Wednesday, April 3, 2013

Waiting game

This image has nothing to do with anything, it just cracked me up. 
Doesn't matter the discipline, schooling rings suck.

Selling horses sucks almost as much as buying one.  Just in case anyone was curious.  I've got plenty of experience with shopping for a horse and everything that goes with that:  long drives, false descriptions, and the feeling that your taking your life into your hands with the snorting beast that they swear is a packer.  Yeah, right, and I'm the queen of England.  I even had the one horse that swung around on a lunge line and struck out at me.  I should have charged that lady for the lesson in ground manners her horse received.  No, I didn't seriously consider him.  I like my trainer and her working students too much for that.

Now I'm on the other side.  Calls with silly questions, biting my nails wondering if my horse will act up for the first time in her life, primping and grooming and trying to not wake up in the middle of the night wondering if I should have left her polos at the barn.  Why do dressage riders insist on white polos?  One ride and I've got to wash the things.

Luck hasn't been entirely on my side.  Her first showing was a complete bust.  The lady was looking for an all around horse to replace her draft cross that was retiring due to old age.  Fi was very well behaved for the showing (I was hiding in the viewing room so I could watch), but it wasn't a match.  She asked for a canter from a long reined walk and Fi was perplexed.  Walk to canter is a very formal move for her and she needs to be on the bit and working, not walking around with her head around her knees.  To be fair, all she did was pick her head up and set off at a quick trot, ears flicking every which way while she tried to figure out what she was supposed to be doing.  The ride lasted maybe five minutes.  Not a match.

My sales video attempt was also a disaster.  Fi was in heat and kept looking toward the door rather than keeping a steady contact.  Minor, sure, but it looked terrible on video, like she couldn't hold a contact.  Bah.  It's a pity, she was actually being very good and did nice work.  Steady shoulder in, calm simple changes, nice stretches, but as a video clip for a sale it didn't work.  I went home and had a beer.  Whiskey barrel porter that I actually helped to brew, very nice at the end of a stressful day. 

Today was another showing. It's been a bit chaotic since I'm not directly interacting with anyone that's out to look at the princess.  All conversations are going through my trainer and she's being shown by other people.  Today it was Dorkzilla's owner that showed her which worked out well, since the trio watching were all DQs.  A trainer, a barn owner, and a potential owner/rider.  From the report I got, it was a complete success.  The potential trainer rode Fi and liked how responsive and comfortable she was.  The rider was less experienced and had some trouble with the canter transition, but the trainer loved how safe they looked together and how willing Fi was.  Rumor has it Fi took good care of the rider and the rider was excited by the potential to do things like go to the beach.  They're coming back on Friday for a second look, since they had another horse to check out.

Part of me is relieved.  Someone came to look at my horse and liked her enough to come back for a second look.  This is also someone that rides at a barn where some of my friends keep their horses.  They have references that check out, Fi wouldn't be that far away, and they've probably already heard quite a bit about the princess.  I like the sound of that quite a bit.  At the same time, I'm apprehensive.  They have another horse to look at and Fi would have to be a super star yet again on Friday.  And then a vet.  And then what?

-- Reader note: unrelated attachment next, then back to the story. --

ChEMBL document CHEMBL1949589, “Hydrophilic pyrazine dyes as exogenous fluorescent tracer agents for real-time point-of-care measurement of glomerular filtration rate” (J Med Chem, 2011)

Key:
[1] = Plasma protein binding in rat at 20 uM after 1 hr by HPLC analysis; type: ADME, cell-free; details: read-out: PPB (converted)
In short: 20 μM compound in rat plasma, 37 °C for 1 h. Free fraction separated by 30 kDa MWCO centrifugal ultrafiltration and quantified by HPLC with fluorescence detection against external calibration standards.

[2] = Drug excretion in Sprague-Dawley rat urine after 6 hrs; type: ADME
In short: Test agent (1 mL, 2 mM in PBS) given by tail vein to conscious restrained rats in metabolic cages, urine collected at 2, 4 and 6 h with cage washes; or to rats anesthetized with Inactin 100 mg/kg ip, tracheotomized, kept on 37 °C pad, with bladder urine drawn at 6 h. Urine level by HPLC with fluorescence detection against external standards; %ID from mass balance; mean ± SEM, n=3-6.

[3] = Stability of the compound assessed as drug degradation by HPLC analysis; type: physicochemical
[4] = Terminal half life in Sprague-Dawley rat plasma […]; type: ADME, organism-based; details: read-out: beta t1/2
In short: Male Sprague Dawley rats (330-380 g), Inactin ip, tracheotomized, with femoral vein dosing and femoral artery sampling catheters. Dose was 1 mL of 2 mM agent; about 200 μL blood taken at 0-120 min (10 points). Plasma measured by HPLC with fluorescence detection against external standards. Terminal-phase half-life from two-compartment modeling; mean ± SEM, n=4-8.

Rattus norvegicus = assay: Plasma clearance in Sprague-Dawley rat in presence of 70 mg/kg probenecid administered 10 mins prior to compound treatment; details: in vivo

There's an experiment you see in psychology.  A rat is put in a cage with food on one side.  In order to get to the food, the rat has to cross a plate where it will receive an electric shock.  The rat wants the food, but does not want to be shocked.  This causes quite a bit of anxiety.  I sympathize with the rat.  I want Fi to sell and go to a good home, but I don't want her to go away.  Part of me was relieved at the bad showing, part of me was stressed because of the good showing.  I'm going through more antacids doing this than I did when I was horse shopping!

It's a waiting game.  I'm not directly involved, so for me, it's mostly waiting for text messages, keeping her immaculate, and washing polos.  I'm glad my trainer is handling this, I think my hubby would smother me with a pillow if I was also screening e-mails and phone calls.  As it is, I think he's going to hide the coffee from me.  It seems I'm a bit wired and he doesn't think I need more stimulants.  I don't know what he's talking about, climbing the walls and hanging from the ceiling is completely normal!

Hush, let me have my moments of delusion. 


  1. Sounds completely nerve racking! Sorry - that was no help...

  2. I've been reading your blog for a while (quietly) and really appreciate your willingness to discuss the ups and downs. This process sounds utterly crazy-making -- best wishes for a good and easy-as-possible-for-all-concerned outcome!

  3. hugs. hope Fi is just as good as she was the first showing!

  4. She'll be great. No worries!

  5. When I was selling my mare, my junk food expenditures tripled. I stress bought all kinds of things. Hang in there.

  6. Selling horses is hard. And the people are just as crazy as when you're buying horses. I hope Fi finds the right home soon!